As temperatures continue to soar, pet owners are being warned to take extra care of their pets in the record-breaking UK heatwave.
Dogs may particularly struggle to stay cool in these high temperatures and humid conditions since, unlike humans, they are unable to cool down quickly through sweating, rendering them vulnerable to overheating. Brachycephalic (flat-faced) breeds such as English or French bulldogs and pugs are even more at risk, as their short noses can make breathing properly difficult, and therefore cooling down much harder.
Some breeds of cats and dogs, particularly those with lighter-coloured or finer fur, may benefit from appropriate sun cream in hot weather, especially on the ears which are prone to sunburn. Consult with your local vet to ensure you are providing the right protection in the right place.
Rabbits should also be protected as they are often in a hutch or run that may become exposed to direct sunlight as the sun moves round through the day. Rabbits can also be affected by fly strike at this time of year so daily inspection around their back end and under their tail is essential. Seek veterinary advice immediately if your rabbit is affected. Likewise take care to ensure birds in cages or aviaries are not exposed to direct sun and have adequate shade.
British Veterinary Association President John Fishwick said:
“Many of us are struggling with the ongoing high temperatures but it’s important not to forget that many pets can suffer too. We’re advising owners to take some simple steps to ensure that their much-loved pets also stay happy and healthy this summer. Even relatively lower temperatures at the start and end of the day can prove uncomfortable for animals, especially if they are kept in direct sunlight without any shade.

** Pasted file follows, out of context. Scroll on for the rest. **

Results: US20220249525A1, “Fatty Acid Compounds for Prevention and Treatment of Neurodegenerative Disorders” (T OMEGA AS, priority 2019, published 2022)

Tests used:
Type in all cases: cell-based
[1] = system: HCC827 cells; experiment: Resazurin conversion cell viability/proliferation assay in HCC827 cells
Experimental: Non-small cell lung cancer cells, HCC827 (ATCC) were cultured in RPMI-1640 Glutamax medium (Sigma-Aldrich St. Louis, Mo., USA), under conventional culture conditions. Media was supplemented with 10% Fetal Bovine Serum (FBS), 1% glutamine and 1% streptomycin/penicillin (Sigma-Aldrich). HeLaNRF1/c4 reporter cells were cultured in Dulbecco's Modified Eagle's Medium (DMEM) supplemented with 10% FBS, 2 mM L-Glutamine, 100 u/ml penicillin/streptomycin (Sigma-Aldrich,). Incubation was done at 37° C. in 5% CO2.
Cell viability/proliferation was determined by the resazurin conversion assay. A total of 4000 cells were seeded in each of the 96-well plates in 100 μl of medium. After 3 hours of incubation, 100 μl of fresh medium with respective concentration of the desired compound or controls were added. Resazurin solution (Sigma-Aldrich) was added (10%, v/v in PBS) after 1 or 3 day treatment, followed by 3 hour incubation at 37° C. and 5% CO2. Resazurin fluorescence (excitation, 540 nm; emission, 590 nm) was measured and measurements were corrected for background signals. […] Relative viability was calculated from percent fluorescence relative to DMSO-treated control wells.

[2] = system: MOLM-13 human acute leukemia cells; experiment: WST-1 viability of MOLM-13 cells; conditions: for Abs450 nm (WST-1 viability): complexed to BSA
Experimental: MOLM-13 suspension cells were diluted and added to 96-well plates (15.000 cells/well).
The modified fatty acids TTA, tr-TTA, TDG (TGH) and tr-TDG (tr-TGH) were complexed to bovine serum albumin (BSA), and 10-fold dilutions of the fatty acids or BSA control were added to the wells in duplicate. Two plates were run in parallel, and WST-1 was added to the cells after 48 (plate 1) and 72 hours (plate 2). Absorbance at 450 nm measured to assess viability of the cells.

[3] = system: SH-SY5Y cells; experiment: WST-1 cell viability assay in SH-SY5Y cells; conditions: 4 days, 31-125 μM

“Vets know that dogs in particular won’t stop enjoying themselves and exercising because it is hot, so it’s up to owners to do all they can to prevent overheating happening – and be able to recognise the signs and act quickly if it does.
“If you’re concerned about your pet in the hot weather, we’d recommend contacting your local vet immediately.”
With more scorching temperatures forecast across the UK, BVA and British Small Animal Veterinary Association (BSAVA) are highlighting eight simple steps to help keep dogs and other pets safe as the temperature rises:
- Make sure pets always have adequate fresh water to drink.
- Provide adequate ventilation at all times.
- Avoid exercising dogs in the heat of the day: especially older dogs, brachycephalic (flat faced) breeds or dogs that you know have heart or lung problems.
- Provide shade from the sun, especially during the hottest part of the day.
- Watch out for early signs of heatstroke, such as heavy panting, restlessness and lack of coordination.
- Never leave dogs in vehicles: “Not long” is too long.
- Contact a vet immediately if the animal does not respond to efforts to cool it down.
- If heatstroke or any other heat-related condition is suspected, dogs should be taken to a cool, well-ventilated place and given water to drink while seeking immediate advice from their local vet.